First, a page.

So you’ve made the milestone decision to sell your family or closely held business to a sophisticated buyer—perhaps a “financial buyer” (i.e., a private equity fund) or a “strategic buyer” (i.e., a competitor) —and, to your shock and dismay, the purchase price is not simply one, lump-sum payment of cash on the barrel head at closing. You will first notice this complication in some form of early term sheet, letter of intent (“LOI”) or other document summarizing the forthcoming asset purchase agreement. You will likely see the purchase price and payment terms broken down into an elaborate, multi-paragraph formula that includes a post-closing holdback of a portion of the gross purchase price, a long-term “earn out,” or some combination of both.
Purchase Price Adjustment Provisions
All-cash asset purchasers are a rather rare bird, especially in the universe of financial buyers, who have an institutional mandate from their limited partners to assiduously minimize the risks of their profitability, revenue, leverage, and cash flow projections falling short after a deal is closed. Post-closing purchase price “adjustments” are one way to shift these risks from buyer to seller and, as a result, are par for the course in many asset deals.
Working Capital Adjustment
The most common purchase price adjustment mechanism—and the one you should have your hands around as you evaluate any offer at the LOI stage—is the working capital adjustment. A working capital adjustment gives the buyer the right to reduce the gross purchase price, usually dollar-for-dollar, by the amount of any shortfall in actual closing-date working capital versus a closing date working capital “target” that the buyer projects when the purchase agreement is signed. The working capital adjustment is usually a two-way street: the purchase price may also be adjusted upwards if actual working capital is greater than the pre-closing target. But don’t let that lull you into a sense of complacency—more on that below.
The term “working capital” can mean anything you want it to mean, and can be tailored from deal to deal. But the baseline definition of the term (or, more precisely, “net working capital”) is the difference between the seller’s current assets and current liabilities as of the closing date. This is an important formula and metric for a buyer who wants to ensure post-closing free cash flow and continuity of operations without unexpected liquidity crises: it serves as a yardstick to gauge availability of cash and accounts receivable to cover current accounts payable and payroll (and, in parallel, to meet collateral eligibility requirements under the buyer’s asset-based revolving credit facility).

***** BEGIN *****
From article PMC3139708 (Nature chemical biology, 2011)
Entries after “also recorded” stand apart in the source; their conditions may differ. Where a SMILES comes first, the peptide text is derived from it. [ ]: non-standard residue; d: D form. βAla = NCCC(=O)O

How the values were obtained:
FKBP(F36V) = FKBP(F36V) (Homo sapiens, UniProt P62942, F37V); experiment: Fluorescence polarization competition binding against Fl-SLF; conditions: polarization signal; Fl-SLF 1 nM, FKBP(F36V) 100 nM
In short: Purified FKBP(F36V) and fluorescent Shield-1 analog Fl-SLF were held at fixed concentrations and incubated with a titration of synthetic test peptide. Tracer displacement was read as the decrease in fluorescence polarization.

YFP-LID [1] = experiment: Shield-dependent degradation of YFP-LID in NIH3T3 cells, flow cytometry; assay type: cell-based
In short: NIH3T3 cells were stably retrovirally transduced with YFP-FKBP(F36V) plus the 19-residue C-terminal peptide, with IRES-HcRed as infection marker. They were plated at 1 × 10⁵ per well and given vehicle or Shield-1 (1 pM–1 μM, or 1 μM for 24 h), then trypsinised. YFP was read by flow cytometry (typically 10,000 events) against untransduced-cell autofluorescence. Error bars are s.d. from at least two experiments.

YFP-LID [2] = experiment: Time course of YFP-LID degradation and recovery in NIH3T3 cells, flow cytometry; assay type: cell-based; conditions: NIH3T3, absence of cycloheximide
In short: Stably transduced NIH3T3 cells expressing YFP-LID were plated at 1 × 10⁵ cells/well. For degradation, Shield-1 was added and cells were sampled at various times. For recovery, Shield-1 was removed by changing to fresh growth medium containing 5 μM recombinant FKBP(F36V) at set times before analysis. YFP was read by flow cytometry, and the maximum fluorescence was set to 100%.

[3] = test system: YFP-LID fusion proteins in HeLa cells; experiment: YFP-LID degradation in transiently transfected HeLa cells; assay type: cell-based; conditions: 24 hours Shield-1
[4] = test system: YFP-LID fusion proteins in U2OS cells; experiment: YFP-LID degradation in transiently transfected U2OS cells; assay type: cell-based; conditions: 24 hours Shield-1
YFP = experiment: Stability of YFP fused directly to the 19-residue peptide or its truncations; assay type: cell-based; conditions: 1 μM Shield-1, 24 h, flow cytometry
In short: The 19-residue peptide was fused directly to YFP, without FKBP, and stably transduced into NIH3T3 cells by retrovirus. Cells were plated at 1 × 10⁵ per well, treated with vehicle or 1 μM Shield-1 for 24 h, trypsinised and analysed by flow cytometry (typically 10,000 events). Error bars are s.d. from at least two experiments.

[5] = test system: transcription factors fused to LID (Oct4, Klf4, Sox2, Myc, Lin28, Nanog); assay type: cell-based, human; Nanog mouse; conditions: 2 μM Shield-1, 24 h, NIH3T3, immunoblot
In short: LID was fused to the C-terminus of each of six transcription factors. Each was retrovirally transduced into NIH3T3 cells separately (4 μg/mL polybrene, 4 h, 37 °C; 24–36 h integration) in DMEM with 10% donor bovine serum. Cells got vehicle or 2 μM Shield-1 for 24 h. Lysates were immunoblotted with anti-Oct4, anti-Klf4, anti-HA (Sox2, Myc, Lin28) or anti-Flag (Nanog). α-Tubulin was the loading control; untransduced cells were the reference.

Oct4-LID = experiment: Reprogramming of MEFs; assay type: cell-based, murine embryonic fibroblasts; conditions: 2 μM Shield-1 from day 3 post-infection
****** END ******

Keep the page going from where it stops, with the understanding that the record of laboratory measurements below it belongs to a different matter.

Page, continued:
So if a working capital adjustment can move up or down, dollar for dollar, then there’s really nothing to worry about as a seller, right? Not so fast. The devil is always in the details. The buyer will often drive the calculation (projection) of the target closing date working capital, and may conveniently end up overstating it as a result. As a seller, you also need to be careful to avoid the temptation to increase your AR collection activity between signing and closing, as this may dramatically impact a working capital “true-up” that excludes cash from the list of current assets included in the working capital formula.
Holdback Escrow for Sellers Can Prove Invaluable
Without question, the working capital adjustment can be an area of high exposure and headache for sellers, especially if the amount of the adjustment has not been capped in the purchase agreement. You should also be mindful of the mechanics of the procedure for trueing-up (calculating) the actual working capital figure after the closing, including the mechanism for reviewing and possibly disputing the buyer’s calculation. Finally, bear in mind that most buyers will hold back a portion of the gross purchase price to make collection of a working capital shortfall easier for them. For sellers, this is where the use of a holdback escrow—with very precise escrow instructions, dispute procedures, and payment triggers—can prove strategically invaluable.
Learn more about Stuart A. Laven, Jr., shareholder in the firm’s Business Law and Capital and Finance Groups, where he focuses his practice on financial restructuring, mergers and acquisitions, commercial finance, entertainment and media, and intellectual property (technology) licensing.